Topic outline

  • Grand Rounds

    A healthy 6-year-old female was referred after she failed her school vision screening in the right eye. Exam revealed a visual acuity of count fingers (CF) at 1 foot in the right eye. Slit lamp examination was unremarkable. Fundus examination revealed peripheral telangiectasias, bulb-like aneurysms, and macular and peripheral subretinal lipid exudation, as well as a well-circumscribed peripheral orange-red elevated lesion with overlying abnormal vasculature adjacent to the ora serrata inferotemporally. She underwent exam under anesthesia in the operating room. Ocular coherence tomography revealed a large amount of macular subretinal exudation. Fluorescein angiography highlighted the abnormal vasculature seen on fundus exam and revealed lake leakage throughout the periphery. B-scan showed a homogenously hyperechoic slightly elevated retinal mass with an adjacent low-lying retinal detachment. A diagnosis of Coats’ disease with secondary pseudoangiomatous acquired retinal gliosis (PARG) was made. The patient was initially treated with intravitreal bevacizumab injection, laser, and sub-Tenon injection of triamcinolone. She had interval worsening in subretinal exudation and subsequently underwent multiple repeat treatments with improvement in exudation, resolution of the retinal detachment, and involution of the PARG lesion.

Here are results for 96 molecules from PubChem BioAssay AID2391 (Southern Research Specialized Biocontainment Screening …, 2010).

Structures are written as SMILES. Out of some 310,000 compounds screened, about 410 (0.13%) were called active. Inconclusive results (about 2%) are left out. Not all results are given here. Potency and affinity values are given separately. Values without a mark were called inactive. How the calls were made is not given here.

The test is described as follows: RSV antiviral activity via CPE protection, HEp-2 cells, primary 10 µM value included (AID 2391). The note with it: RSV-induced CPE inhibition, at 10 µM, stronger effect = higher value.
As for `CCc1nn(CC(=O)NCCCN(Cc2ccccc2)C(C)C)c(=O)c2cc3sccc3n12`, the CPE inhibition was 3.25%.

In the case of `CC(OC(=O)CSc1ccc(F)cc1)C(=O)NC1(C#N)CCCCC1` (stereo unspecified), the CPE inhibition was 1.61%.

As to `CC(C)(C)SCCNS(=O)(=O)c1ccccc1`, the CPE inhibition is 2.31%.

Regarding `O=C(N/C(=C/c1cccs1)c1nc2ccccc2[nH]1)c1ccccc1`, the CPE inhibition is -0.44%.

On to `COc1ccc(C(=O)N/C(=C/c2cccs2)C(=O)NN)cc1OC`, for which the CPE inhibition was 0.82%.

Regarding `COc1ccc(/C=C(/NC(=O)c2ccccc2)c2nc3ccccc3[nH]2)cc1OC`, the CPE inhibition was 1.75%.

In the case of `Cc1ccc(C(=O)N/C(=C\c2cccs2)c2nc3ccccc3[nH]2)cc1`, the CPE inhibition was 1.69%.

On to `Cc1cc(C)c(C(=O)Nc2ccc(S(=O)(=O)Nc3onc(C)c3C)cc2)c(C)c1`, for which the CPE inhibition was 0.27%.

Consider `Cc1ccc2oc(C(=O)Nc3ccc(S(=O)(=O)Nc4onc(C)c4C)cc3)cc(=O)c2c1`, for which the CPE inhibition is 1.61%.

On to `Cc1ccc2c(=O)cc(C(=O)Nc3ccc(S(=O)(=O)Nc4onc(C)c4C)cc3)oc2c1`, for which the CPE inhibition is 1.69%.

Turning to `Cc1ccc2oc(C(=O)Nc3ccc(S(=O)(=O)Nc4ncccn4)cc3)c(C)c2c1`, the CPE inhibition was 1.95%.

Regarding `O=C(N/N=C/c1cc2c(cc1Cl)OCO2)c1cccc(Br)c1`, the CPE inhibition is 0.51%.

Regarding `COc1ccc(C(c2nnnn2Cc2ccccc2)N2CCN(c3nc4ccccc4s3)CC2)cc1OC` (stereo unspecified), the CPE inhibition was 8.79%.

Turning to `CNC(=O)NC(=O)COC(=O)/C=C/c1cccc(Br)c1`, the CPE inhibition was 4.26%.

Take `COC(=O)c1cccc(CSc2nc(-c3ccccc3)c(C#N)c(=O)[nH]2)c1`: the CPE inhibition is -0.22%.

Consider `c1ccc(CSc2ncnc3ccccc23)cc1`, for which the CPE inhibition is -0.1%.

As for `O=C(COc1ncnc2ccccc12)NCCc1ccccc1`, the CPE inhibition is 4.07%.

Presentation Date: 10/29/2020
    Issue Date:03/05/2021